Image: Renluka Maharaj’s works: Amaya (2022) in the center, four copies of a vintage photograph with certain parts edited with ink and fabric. Clockwise around it in smaller frames are Myra (2022), Divya and Deepa (2022), Kavi with Little Anju (2022), and Fatima, Nadya and Layla (2022), all vintage photos in frames modified by acrylic paint and fabric, matted against a clear background. Courtesy: South Asia Institute.
Image: Renluka Maharaj’s works: Amaya (2022) in the center, four copies of a vintage photograph with certain parts edited with ink and fabric. Clockwise around it in smaller frames are Myra (2022), Divya and Deepa (2022), Kavi with Little Anju (2022), and Fatima, Nadya and Layla (2022), all vintage photos in frames modified by acrylic paint and fabric, matted against a clear background. Image courtesy of the South Asia Institute.

Nearby, New York-based Shelly Bahl adds a more playful, interactive installation to the mix. Sisters of Shakti (2021-ongoing) is a speculative cult (complete with an Instagram account) advertised as a utopian “residential community for women.” The advertisements call to mind common trends of white women appropriating ancient South Asian traditions like yoga or Hindu prayer mantras, and enveloping them into pseudo-spiritual alternative lifestyles. The installation is set up like a tabling informational booth one might see at a festival, with unsettling AI-produced images of white women doing yoga poses on banners beside the table. The trios of women on these advertisements look unremarkable from a distance, but upon closer examination, their faces are all slightly distorted and monstrous. When the artist is present, the work takes on an additional performance aspect, as Bahl sits at the table and encourages passers-by to join the community, handing out business cards and promising to alleviate the woes and anxieties of the modern world. This tongue-in-cheek installation is not only well designed, but also balances out the heaviness of many surrounding installations while still making sharp commentary on the disturbing nature of subsuming South Asian culture into white feminism.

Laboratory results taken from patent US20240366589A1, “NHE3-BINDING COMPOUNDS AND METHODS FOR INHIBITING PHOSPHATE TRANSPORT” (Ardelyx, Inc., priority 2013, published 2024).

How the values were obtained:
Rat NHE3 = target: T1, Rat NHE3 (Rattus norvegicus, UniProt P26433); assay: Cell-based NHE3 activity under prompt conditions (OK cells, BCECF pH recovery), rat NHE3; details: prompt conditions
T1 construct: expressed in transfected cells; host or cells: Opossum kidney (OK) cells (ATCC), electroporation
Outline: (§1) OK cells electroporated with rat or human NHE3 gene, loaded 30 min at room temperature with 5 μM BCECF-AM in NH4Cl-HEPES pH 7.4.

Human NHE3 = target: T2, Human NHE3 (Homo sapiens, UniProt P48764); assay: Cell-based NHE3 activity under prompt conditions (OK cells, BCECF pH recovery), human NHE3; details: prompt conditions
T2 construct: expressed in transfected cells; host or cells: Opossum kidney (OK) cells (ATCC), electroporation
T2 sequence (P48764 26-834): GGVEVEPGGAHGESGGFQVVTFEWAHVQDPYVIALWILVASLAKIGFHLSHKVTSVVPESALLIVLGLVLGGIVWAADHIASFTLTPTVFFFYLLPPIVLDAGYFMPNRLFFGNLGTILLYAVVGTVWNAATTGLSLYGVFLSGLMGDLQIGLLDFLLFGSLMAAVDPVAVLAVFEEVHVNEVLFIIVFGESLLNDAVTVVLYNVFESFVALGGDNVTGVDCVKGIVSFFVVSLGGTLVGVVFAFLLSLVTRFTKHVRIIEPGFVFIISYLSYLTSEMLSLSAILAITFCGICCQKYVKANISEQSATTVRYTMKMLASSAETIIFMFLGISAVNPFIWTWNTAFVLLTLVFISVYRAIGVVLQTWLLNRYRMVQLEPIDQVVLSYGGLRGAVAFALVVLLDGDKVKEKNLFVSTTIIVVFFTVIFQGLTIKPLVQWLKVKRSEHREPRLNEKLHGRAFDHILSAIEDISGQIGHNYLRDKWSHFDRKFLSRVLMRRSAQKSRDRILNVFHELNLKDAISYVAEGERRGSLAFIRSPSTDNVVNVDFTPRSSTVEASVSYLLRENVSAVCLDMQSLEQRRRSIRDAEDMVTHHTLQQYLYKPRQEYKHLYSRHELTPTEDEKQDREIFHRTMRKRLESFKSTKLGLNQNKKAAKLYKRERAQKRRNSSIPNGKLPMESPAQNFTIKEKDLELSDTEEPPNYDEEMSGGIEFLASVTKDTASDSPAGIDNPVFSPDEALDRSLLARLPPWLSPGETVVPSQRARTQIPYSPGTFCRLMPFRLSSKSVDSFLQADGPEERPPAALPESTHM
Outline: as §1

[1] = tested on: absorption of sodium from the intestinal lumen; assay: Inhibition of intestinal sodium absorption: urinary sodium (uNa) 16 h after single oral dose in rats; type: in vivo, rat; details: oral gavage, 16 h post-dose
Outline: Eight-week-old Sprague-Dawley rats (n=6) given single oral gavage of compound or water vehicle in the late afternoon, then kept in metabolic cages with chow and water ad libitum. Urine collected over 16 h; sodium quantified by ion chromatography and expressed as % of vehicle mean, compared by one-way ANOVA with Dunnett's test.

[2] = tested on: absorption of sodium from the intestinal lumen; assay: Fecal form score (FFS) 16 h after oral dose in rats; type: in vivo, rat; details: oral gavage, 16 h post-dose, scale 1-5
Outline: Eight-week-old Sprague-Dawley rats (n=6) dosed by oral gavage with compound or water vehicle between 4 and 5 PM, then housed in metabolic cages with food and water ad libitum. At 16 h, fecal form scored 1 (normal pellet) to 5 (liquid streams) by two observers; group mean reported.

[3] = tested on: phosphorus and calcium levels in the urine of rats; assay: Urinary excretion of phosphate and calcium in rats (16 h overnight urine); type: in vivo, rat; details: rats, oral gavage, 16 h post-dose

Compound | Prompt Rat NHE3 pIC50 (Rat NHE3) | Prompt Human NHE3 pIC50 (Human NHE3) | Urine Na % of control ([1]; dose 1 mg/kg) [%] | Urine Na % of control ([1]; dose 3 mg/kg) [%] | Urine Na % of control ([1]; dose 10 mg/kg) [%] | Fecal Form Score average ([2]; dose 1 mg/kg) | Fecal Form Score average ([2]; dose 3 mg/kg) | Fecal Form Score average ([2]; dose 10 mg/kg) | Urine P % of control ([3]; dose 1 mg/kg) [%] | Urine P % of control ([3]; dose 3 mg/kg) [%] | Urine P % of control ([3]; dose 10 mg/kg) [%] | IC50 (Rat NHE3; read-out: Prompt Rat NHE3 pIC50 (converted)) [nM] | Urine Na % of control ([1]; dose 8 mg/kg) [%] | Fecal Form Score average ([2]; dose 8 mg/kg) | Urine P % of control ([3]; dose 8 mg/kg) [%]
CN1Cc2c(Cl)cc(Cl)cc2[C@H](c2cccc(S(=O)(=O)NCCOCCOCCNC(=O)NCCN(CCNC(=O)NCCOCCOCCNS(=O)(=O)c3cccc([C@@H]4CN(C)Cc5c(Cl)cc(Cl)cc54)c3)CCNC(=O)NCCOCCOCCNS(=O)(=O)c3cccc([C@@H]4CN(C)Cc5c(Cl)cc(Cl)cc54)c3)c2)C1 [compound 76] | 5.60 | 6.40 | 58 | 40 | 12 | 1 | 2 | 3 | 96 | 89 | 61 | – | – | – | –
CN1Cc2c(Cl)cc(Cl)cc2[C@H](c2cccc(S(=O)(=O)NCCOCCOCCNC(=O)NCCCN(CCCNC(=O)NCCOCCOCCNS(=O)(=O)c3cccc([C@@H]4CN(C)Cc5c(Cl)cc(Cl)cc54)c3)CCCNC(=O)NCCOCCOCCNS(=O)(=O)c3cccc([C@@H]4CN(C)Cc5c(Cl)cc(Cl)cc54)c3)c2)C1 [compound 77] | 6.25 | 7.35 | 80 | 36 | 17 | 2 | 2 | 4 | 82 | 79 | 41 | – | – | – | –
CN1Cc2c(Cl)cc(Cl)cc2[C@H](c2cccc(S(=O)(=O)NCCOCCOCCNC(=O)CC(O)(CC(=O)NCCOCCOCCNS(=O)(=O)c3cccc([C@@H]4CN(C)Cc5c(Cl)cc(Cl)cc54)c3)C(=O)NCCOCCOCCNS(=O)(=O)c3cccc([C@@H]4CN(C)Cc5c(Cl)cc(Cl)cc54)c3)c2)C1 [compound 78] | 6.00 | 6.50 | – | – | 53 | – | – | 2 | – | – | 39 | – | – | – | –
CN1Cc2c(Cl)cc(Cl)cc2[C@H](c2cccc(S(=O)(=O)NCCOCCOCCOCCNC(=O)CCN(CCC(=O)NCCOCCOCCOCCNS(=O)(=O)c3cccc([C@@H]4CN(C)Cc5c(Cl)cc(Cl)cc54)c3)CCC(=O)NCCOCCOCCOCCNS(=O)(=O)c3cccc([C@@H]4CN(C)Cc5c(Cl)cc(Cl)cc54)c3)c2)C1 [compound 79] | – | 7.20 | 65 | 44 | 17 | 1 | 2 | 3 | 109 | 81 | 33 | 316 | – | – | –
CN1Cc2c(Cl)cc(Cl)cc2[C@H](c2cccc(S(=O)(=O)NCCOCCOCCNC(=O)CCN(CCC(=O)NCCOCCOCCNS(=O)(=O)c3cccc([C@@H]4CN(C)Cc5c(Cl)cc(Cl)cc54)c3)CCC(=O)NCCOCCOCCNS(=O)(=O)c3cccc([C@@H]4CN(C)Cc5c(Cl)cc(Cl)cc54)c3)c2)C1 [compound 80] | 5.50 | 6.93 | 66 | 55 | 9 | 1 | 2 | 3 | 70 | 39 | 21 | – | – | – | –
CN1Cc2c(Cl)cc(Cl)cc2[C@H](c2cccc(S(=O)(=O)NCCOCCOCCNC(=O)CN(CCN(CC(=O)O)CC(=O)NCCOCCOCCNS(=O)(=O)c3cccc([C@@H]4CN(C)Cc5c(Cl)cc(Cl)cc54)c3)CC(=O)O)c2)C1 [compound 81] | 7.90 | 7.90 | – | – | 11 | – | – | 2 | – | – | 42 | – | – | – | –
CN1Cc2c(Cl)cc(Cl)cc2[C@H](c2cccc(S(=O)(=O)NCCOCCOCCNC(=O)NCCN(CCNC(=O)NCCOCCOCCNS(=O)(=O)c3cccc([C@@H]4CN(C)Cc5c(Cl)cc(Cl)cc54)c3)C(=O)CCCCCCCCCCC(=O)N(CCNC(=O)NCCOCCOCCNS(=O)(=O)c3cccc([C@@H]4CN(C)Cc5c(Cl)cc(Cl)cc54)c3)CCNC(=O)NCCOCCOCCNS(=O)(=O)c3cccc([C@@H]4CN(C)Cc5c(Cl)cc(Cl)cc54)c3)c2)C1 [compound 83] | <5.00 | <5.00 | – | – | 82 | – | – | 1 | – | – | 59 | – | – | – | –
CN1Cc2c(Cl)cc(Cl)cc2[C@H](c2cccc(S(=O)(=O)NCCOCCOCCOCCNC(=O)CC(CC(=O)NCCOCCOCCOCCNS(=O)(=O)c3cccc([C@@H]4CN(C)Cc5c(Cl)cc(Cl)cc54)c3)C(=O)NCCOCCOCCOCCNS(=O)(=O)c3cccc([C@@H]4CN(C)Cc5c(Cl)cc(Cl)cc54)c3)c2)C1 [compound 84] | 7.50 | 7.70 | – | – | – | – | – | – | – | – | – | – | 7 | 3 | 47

While at first it can be overwhelming to encounter the voices of so many artists and media, the themes and installations create an unexpected harmony. Named for reclaiming the space of madness, The Paglees imagine a selfhood outside patriarchal bounds of what is ‘reasonable.’ Returning to Hartman, waywardness is “an ongoing exploration of what might be; an improvisation within the terms of social existence, when the terms have already been dictated.” In a social landscape where the South Asian diaspora (and women in particular) are often expected to preserve and carry on tradition, The Paglees intervene and encourage us to push past existing constructions of South Asian womanhood through an intersectional feminist lens, dissolving the eponymous line “between reason and madness.” 


The Paglees: Between Reason and Madness is on display at the South Asia Institute (1925 S Michigan Ave, Chicago) from January 19 to April 27, 2024. It features the following artists: Fawzia Khan, Indrani Nayar-Gall, Monica Jahan Bose, Nirmal Raja, Pallavi Sharma, Renluka Maharaj, and Shelly Bahl.


About the author: Mrittika Ghosh (she/her) is a Bengali-American reader, writer, and translator currently based in Chicago. She holds a BA from Mount Holyoke College and an MA from the University of Chicago. She has also been a bookseller, oral historian, and educator. Her writing focuses on queerness, migration, and postcolonial art in Francophone and South Asian diasporic contexts.